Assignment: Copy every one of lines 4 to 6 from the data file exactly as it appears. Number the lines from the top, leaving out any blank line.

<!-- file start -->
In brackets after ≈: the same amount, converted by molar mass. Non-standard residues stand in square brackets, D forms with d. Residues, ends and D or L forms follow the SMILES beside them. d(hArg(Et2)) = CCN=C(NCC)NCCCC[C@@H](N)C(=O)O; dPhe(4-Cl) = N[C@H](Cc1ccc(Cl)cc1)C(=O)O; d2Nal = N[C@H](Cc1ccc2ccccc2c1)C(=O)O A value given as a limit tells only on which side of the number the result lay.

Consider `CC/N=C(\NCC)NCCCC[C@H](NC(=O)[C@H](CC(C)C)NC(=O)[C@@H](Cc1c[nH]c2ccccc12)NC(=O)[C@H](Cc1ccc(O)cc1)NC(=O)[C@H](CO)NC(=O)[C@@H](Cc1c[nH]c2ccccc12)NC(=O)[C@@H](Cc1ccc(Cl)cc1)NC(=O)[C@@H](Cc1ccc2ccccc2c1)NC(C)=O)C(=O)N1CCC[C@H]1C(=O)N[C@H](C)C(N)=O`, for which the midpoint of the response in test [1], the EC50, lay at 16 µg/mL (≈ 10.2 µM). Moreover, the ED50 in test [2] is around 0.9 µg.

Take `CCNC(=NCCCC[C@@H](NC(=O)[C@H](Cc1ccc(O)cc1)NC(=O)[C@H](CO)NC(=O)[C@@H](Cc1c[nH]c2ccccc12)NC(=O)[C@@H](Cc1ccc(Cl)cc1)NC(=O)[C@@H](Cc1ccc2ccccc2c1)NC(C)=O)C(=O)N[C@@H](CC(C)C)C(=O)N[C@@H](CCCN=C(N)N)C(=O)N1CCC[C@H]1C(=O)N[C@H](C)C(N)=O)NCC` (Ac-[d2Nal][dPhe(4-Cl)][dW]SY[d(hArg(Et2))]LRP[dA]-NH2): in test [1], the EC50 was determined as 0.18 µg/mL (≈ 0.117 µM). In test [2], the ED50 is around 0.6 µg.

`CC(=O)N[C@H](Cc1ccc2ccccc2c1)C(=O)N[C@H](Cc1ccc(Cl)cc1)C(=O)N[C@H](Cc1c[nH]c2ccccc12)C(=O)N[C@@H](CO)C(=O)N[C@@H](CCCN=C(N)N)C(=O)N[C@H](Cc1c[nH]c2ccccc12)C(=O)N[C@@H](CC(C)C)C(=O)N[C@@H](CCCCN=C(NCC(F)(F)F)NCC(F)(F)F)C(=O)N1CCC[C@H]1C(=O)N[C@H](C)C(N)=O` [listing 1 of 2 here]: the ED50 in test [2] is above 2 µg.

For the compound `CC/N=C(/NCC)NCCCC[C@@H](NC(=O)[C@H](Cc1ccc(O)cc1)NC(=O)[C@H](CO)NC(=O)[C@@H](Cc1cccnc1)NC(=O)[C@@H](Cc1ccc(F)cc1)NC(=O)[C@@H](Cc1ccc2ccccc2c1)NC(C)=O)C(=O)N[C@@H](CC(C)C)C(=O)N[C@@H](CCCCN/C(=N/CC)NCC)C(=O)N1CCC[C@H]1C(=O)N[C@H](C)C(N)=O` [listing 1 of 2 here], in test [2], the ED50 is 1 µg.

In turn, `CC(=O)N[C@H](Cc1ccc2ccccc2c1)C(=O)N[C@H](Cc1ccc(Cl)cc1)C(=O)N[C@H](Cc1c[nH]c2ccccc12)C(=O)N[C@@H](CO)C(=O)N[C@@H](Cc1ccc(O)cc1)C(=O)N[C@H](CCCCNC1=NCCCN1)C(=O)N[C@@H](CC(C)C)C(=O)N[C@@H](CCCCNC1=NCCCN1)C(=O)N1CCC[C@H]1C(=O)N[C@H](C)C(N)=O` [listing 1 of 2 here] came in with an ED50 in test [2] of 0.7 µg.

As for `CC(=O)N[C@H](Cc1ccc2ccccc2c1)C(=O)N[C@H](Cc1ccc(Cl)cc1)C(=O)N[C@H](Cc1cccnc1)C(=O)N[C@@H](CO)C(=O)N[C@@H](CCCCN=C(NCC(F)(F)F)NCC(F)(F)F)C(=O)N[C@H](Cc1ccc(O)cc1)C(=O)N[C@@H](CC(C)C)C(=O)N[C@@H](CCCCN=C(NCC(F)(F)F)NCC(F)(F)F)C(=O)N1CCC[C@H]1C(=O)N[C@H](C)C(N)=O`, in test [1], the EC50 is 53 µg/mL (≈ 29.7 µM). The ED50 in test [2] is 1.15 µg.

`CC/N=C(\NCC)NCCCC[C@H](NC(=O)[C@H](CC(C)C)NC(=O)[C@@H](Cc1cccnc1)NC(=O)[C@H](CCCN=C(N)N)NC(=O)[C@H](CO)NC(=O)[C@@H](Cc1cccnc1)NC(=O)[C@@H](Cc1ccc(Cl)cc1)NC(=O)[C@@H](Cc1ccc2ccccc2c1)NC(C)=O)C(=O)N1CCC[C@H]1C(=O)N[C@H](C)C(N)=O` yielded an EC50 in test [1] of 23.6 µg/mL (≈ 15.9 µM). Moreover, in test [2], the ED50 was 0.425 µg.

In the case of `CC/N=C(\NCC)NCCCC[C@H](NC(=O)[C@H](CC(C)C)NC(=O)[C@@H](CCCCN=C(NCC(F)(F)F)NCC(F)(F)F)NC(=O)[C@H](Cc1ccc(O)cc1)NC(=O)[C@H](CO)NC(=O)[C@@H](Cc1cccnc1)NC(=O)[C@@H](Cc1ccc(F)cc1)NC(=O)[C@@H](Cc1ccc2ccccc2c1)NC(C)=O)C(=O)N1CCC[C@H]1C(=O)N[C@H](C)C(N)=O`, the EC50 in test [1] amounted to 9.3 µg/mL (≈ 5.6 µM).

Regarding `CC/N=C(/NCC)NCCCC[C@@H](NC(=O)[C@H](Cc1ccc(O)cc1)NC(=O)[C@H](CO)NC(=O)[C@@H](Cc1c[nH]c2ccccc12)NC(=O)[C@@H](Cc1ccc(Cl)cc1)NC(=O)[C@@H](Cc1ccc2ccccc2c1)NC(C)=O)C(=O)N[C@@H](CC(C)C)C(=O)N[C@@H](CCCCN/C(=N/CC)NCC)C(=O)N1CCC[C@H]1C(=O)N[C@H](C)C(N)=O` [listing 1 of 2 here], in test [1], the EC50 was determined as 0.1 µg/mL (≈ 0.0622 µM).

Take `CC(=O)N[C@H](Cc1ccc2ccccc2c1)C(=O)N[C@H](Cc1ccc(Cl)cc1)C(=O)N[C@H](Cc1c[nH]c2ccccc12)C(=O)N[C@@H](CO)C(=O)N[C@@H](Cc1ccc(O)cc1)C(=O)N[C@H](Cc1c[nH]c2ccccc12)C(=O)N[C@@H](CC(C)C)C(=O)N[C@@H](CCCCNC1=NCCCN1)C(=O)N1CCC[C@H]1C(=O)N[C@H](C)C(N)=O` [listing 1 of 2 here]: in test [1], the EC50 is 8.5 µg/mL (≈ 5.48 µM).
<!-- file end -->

`CC(=O)N[C@H](Cc1ccc2ccccc2c1)C(=O)N[C@H](Cc1ccc(Cl)cc1)C(=O)N[C@H](Cc1c[nH]c2ccccc12)C(=O)N[C@@H](CO)C(=O)N[C@@H](CCCN=C(N)N)C(=O)N[C@H](Cc1c[nH]c2ccccc12)C(=O)N[C@@H](CC(C)C)C(=O)N[C@@H](CCCCN=C(NCC(F)(F)F)NCC(F)(F)F)C(=O)N1CCC[C@H]1C(=O)N[C@H](C)C(N)=O` [listing 1 of 2 here]: the ED50 in test [2] is above 2 µg.

For the compound `CC/N=C(/NCC)NCCCC[C@@H](NC(=O)[C@H](Cc1ccc(O)cc1)NC(=O)[C@H](CO)NC(=O)[C@@H](Cc1cccnc1)NC(=O)[C@@H](Cc1ccc(F)cc1)NC(=O)[C@@H](Cc1ccc2ccccc2c1)NC(C)=O)C(=O)N[C@@H](CC(C)C)C(=O)N[C@@H](CCCCN/C(=N/CC)NCC)C(=O)N1CCC[C@H]1C(=O)N[C@H](C)C(N)=O` [listing 1 of 2 here], in test [2], the ED50 is 1 µg.

In turn, `CC(=O)N[C@H](Cc1ccc2ccccc2c1)C(=O)N[C@H](Cc1ccc(Cl)cc1)C(=O)N[C@H](Cc1c[nH]c2ccccc12)C(=O)N[C@@H](CO)C(=O)N[C@@H](Cc1ccc(O)cc1)C(=O)N[C@H](CCCCNC1=NCCCN1)C(=O)N[C@@H](CC(C)C)C(=O)N[C@@H](CCCCNC1=NCCCN1)C(=O)N1CCC[C@H]1C(=O)N[C@H](C)C(N)=O` [listing 1 of 2 here] came in with an ED50 in test [2] of 0.7 µg.